7. Someone had an interesting blog thread about whether mmo’s were addictive and whether that was a bad thing. It discussed “alea” (games of chance) and how gambling was addictive not just because of the variable reinforcement, but perhaps because of the “high” you could experience from it—the feeling that your fate is now up to chance, and you could win or lose but you don’t know what the actual outcome would be until it happens.

    I couldn’t find the thread I was thinking of…unless it was this one here. (I can’t remember).

    I have occasionally had a similar experience in MMORPG’s, usually when near the end of intense combat and me and the monster are both near death. Sometimes there’s this moment of uncertainty when the outcome is not yet decided but you no longer have any influence over the situation (or at least momentarily have no influence over the situation) and you simply hold your breath until the outcome is revealed.

    It’s similar to (but not the same as) the “flow” experience I sometimes get in FPSes. I clearly remember the first time I had that experience. I was playing Doom II and I jumped down into a pit and heard the hiss of an imp behind me. Startled, I whirled around and madly engaged multiple enemies, and I *completely forgot* for a moment that I was playing a game. Survival reflexes kicked in and I experienced total immersion for about 2 seconds. The keyboard became an extension of my body and I was not aware of anything other than the enemies in front of me and my urge to kill them. My brain and my reflexes went into overdrive, making the 2 seconds feel like 10 as my fingers twitched automatically to carry out the brain’s commands but I had no awareness of them. I even lost awareness of the rules and limitations of the game world. It was the first and clearest “flow” experience I ever had while gaming.

    Anyway, enough rambling from me. The point I was trying to make is that even though players are optimizing their play and min-maxing and so on, alea is a powerful force that shouldn’t be discounted. Hours invested in playing an MMORPG are hours down the drain; players don’t recoup anything out of game from that investment. So they will only play as long as its entertaining, compelling, Fun. Alea is part of what makes it Fun.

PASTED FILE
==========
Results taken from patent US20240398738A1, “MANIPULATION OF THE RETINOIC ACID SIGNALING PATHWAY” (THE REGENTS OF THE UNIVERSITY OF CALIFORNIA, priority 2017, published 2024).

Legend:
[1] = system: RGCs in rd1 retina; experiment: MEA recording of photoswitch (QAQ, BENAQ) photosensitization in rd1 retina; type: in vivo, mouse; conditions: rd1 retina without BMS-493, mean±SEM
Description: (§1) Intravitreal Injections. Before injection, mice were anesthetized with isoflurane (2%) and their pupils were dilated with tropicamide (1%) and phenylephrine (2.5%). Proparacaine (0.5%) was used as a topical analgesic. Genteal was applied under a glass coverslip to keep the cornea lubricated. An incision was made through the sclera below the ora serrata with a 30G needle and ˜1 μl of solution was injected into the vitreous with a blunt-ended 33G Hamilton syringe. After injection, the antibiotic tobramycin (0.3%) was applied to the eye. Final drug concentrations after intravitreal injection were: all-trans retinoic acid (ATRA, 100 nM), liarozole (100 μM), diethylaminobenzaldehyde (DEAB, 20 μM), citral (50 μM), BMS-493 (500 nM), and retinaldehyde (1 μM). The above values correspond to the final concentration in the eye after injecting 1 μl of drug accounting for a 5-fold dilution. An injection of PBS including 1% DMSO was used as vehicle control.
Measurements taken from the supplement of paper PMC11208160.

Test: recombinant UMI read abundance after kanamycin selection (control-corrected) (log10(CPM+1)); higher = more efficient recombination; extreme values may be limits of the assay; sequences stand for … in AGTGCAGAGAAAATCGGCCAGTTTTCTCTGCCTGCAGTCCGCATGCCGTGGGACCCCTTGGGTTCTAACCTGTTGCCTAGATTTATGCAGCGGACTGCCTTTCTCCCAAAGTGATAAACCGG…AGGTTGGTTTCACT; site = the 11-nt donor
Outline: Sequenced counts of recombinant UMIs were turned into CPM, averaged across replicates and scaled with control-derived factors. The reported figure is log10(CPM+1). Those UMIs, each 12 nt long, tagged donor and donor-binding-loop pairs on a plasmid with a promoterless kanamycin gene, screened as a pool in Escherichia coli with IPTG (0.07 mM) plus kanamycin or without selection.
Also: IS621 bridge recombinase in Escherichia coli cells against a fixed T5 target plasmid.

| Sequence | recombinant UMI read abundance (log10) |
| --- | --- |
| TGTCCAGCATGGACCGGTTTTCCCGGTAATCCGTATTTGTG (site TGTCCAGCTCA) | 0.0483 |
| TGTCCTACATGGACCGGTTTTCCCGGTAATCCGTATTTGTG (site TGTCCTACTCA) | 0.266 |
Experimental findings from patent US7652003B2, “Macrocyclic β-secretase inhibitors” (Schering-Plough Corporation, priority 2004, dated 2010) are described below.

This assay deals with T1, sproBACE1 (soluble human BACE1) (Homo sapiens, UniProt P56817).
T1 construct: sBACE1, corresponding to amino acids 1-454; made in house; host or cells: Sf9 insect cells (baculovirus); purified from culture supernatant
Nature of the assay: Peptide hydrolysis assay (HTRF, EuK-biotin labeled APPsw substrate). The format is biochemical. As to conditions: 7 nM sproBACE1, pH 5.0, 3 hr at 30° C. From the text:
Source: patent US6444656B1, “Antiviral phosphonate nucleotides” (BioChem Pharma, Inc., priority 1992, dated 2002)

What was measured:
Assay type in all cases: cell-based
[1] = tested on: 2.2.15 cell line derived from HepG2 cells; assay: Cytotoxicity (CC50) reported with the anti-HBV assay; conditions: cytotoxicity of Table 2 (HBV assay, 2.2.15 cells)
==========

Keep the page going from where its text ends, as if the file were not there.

Comment by moo — 23 February, 2006 @ 10:15 AM

  8. Peaks and Troughs

    [...] To put it in more basic game design terms, we’re looking at risk as an enhancement to fun. Risk means that there’s a chance for something good or something bad to happen. [...]

    Comment by Psychochild's Blog — 30 September, 2009 @ 5:39 PM

  9. Mastery of Might and Magic

    [...] brutal start helps make hitting the "mastery point" all the more apparent. As I've written before, risk enhances the fun you can have in a [...]

    Pingback by Psychochild's Blog — 29 January, 2011 @ 12:33 AM

  10. “it’s hard to find a level of risk that makes everyone happy”

    Impossible imo if you’re aiming for maximum total players. In that case i think the only way is to allow players to adjust the level. The base game could he hard and lower difficulty levels gave the player various buffs or the base game could be easy but allowed alternatives e.g. the base game told the player to kill some goblins in the zone without specifying exactly which. There might be some quite close to friendly guards that were easy to get but also others in clumps around the zone who were higher level or in more dangerous spots who would also count for the quest. In these cases risk *is* the reward though so the rewards should be the same. In special places that are meant to stand out in the game then risk should be proportional to reward but in the base game the point is to allow players to adjust their risk for the same reward.

    Comment by bloob — 30 October, 2011 @ 12:49 PM